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Antecedents Impact on Brand Loyalty in Cosmetics Industry



Hossein Nezakati, Chua Pool Yen and Maryam Akhoundi
 
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ABSTRACT

This study aimed to examine antecedents’ impact on brand loyalty in a highly competitive of cosmetics industry dealing with a mass majority of younger consumers. The study also addressed the relationship between perceived value and customer satisfaction on the effect of brand loyalty. Women or men purchasing and personally using cosmetic products were participants of this study. Data gathered from a total sample of 200 women or men from multiple ethnicities such as Malayans, Chinese and Indians were used for the statistical analysis. It was collected from main shopping mall centers in Klang Valley. Multiple regression analysis was applied to test relationship between brand loyalty, perceived value and customer satisfaction. Besides that, it tested perceived value, corporate image and service quality and customer satisfaction relationships. The results demonstrated that the perceived value and customer satisfaction had significant influence on brand loyalty; particularly, overall customer satisfaction did influence loyalty intention. As a matter of fact, by maintaining and strengthening its images and values, brand would be positively positioned in the minds of consumers.

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  How to cite this article:

Hossein Nezakati, Chua Pool Yen and Maryam Akhoundi, 2013. Antecedents Impact on Brand Loyalty in Cosmetics Industry. Journal of Applied Sciences, 13: 126-132.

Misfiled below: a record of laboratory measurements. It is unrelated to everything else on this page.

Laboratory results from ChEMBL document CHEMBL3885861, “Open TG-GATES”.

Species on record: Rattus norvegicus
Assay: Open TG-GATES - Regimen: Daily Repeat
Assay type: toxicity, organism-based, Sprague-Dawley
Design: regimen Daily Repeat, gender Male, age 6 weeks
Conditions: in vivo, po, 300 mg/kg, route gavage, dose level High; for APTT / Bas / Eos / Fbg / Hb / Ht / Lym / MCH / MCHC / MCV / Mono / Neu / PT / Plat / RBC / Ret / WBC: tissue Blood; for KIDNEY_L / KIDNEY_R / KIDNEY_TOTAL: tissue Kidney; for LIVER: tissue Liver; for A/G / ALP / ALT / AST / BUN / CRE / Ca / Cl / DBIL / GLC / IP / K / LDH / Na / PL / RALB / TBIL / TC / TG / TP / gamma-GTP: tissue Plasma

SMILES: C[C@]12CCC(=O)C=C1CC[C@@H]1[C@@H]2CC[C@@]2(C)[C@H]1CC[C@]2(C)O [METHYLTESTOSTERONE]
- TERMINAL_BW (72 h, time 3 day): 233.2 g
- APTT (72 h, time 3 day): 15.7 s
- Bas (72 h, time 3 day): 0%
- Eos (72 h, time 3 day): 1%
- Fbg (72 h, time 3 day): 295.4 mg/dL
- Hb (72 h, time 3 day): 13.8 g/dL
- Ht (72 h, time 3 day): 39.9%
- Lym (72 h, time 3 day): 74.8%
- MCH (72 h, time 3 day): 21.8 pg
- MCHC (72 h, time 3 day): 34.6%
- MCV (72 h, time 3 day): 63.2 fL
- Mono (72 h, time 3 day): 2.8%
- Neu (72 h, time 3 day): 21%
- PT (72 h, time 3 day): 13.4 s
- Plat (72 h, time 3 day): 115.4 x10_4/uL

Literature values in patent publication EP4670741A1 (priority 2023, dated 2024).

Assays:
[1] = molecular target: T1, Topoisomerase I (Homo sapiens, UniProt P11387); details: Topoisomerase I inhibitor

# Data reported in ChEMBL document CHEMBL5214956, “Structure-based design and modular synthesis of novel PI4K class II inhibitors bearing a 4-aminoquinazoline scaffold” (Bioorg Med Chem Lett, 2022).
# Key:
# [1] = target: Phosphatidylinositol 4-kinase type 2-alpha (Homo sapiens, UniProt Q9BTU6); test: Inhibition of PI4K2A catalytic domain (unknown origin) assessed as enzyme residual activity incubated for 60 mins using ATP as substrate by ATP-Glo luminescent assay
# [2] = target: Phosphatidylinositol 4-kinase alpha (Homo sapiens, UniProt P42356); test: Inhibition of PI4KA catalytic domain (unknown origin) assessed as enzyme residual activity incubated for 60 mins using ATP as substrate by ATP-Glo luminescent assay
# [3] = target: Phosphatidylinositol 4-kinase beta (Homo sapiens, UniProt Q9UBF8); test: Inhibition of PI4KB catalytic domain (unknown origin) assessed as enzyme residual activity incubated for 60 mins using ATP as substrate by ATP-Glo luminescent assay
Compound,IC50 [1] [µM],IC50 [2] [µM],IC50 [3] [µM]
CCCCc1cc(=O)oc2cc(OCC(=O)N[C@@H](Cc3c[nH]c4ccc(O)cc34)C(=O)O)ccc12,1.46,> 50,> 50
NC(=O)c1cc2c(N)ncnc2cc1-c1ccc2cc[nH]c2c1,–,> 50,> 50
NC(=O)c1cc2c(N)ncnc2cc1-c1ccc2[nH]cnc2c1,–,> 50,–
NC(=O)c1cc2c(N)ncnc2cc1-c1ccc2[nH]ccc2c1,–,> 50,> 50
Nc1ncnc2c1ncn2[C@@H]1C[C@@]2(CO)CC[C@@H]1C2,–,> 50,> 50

DOI: 10.3923/jas.2013.126.132

URL: https://scialert.net/abstract/?doi=jas.2013.126.132
 
Received: October 21, 2012; Accepted: December 14, 2012; Published: February 01, 2013



INTRODUCTION

When people hear the word “cosmetics”, they think of makeup or perfume designed for ladies, while they cover a wide range of products including any facial makeup, lotions, shampoos, deodorants, hair sprays and so on that their consumers are not limited to women. New markets for cosmetics companies are young women and men. In other words, in today’s highly competitive cosmetics industry, cosmetics companies aim to attract the younger consumers or to improve their consumer’s loyalty. According to its most applied definition, attributed to Jacoby and Chestnut (1978), brand loyalty, is the biased, behavioral response expressed over time by some decision-making units in comparison with one or more alternative brands among a set of them. As Reichheld and Teal (2001) imply converting new consumers costs more than selling to brand loyal ones. Giving the company time for better response to its competitors, loyalty causes the sensitivity of consumers to marketplace offerings to decrease (Aaker, 1991). In brief, for marketers, brand loyalty is a Holy Grail (Kapferer, 2005) and at best it is a good criterion to measure the company’ health (Bennett and Rundle-Thiele, 2004). Furthermore, customers with a high brand loyalty are less sensitive to price (Krishnamurthi and Raj, 1991).